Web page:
Hybrids demand respect from the performance community.
Race cars with hybrid propulsion systems have become the dominant force in the FIA World Endurance Championship’s LMP1 class in the. This is achingly apparent at the most well known and storied event in endurance racing: 24 Hours of Le Mans. Hybrids were the only powertrain of choice. Diesel has even lost its stranglehold on competitiveness it has had in recent years. Spark ignition in combination with electric motors and batteries were able, in the case of Porsche, to complete an incredible twelve better laps than the Audi R18 diesel hybrids. It is undeniable that this mixture of power and efficiency will make the hybrid the king of speed in the 21st century.
It was inspiring to follow the Toyota TS050 with its 2.4 liter twin turbo V6 and an 8 megajoule electric motor/generator, known as an MGU in the WEC, combination making 986 horsepower trading the lead with the Porsche 919 with its 900 horsepower 2.0 liter V4 plus MGU. Massively powerful yet extremely efficient, both of these cars represent what is possible once you let go of the preconceived notions of what is racing and what it wasteful noise and exuberance that doesn’t win championships.
Toyota – and not Porsche – should benefit the most from the dramatic battle it fought at the 24 Hours of Le Mans. There is a path, however convoluted, between the TS050 and its distant domestic cousin – the Prius. Hybrid propulsion systems in the consumer market always meant fuel economy and horrible driving dynamics. With the 2016 Toyota Prius, it has been deemed worthy to have a completed revised suspension set-up that includes a double wishbone independent rear suspension. In any other car, an owner might be thinking coilovers, bigger tires, and, hey, they might even consider taking it to an autocross event. Why can’t the Prius or other hybrids do just that?
When I think of a hybrid, I think of something else specifically: the turbocharger – A.K.A. the original displacement amplifier. Electric motors and batteries function in much the same way. They allow a much smaller engine to propel a car as if it was powered by a much larger engine. Just like tuners use custom Engine Control Unit tuning to create more power who is to say that an inspired tuner might rework the power flow from their battery to their electric motor to create more power or a meatier torque curve? Everyone loves to emulate a champion and the lowly hybrid dominated all comers in one of the most grueling races ever devised.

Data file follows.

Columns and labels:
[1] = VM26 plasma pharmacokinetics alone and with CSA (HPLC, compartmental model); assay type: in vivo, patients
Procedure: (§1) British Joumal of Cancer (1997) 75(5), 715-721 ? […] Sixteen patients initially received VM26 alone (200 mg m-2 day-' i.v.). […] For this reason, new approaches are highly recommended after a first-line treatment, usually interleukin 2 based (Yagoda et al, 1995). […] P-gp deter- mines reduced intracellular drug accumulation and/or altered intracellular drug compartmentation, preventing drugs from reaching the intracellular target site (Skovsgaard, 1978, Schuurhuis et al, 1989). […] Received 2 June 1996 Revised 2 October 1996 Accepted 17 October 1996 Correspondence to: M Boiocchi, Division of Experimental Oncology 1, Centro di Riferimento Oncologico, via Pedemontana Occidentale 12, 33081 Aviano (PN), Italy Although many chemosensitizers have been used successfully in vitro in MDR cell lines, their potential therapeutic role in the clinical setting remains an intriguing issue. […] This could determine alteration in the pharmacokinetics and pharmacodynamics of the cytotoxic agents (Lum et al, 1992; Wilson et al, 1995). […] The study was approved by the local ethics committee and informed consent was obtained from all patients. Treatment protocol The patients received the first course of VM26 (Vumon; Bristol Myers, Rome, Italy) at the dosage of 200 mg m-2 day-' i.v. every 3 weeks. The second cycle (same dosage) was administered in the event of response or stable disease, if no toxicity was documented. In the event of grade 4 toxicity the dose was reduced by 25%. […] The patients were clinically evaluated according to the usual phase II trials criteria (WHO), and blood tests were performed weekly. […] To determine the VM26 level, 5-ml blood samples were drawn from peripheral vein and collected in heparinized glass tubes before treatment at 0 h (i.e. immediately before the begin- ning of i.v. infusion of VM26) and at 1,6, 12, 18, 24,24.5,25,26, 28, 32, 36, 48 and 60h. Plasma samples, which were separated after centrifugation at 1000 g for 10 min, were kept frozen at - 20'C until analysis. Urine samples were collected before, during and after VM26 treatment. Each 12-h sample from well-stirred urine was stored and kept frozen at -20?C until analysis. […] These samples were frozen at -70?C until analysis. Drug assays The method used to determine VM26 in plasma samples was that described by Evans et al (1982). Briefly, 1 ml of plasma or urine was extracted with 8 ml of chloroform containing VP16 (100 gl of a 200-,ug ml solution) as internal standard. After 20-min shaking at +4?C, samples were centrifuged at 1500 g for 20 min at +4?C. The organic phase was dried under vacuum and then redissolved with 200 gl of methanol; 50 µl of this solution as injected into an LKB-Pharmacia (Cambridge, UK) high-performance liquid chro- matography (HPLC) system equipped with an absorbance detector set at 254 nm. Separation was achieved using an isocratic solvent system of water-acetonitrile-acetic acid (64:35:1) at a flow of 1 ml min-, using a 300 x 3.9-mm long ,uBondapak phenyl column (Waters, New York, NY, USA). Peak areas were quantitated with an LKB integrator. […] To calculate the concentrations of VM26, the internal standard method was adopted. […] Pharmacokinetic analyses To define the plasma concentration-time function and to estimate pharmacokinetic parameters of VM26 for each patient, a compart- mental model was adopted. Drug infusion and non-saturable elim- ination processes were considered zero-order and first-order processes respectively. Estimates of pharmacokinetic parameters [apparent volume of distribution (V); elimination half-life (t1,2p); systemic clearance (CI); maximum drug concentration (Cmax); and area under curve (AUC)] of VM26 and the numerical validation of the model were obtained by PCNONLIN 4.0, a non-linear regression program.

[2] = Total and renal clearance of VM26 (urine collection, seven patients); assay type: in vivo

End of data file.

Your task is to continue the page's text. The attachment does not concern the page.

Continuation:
What do the McLaren P1, Ferrari LaFerrari and Porsche 918 Spyder have in common? They are not just supercars, but hybrid supercars. Hybrids that produce 874 to 950 hp and can reach 60 miles per hour in less than three seconds. Supercars don’t tell you where the market is right now, but where it is headed. Turbocharging and supercharging might be the technology of today, but with the reality of increasingly strict emission regulations there will be a need for the car community to venture into unknown territory in a quest to lay down faster lap times at a local autocross or track day.
This is not the end of car culture or performance driving. Instead of the whine of superchargers or the whoosh of turbochargers, it will be the buzz of electric motors creating and regenerating power that will become the defining feature of autocross and track days of the future. Instead of just looking for ways to create more power by burning more fuel, power can now come from the flow of electrons.
The LMP1 teams of WEC have thrown down the gauntlet for tuners out there. The potential of hybrids seems untapped by the car community. It is obvious that electric power is the edge that racing teams at the top of their sport were looking for. A new generation of tuners and car builders should not blind themselves to the writing on the way. Instead they should embark upon a quest to balance the need for power and the need to become a more responsible and socially aware car community.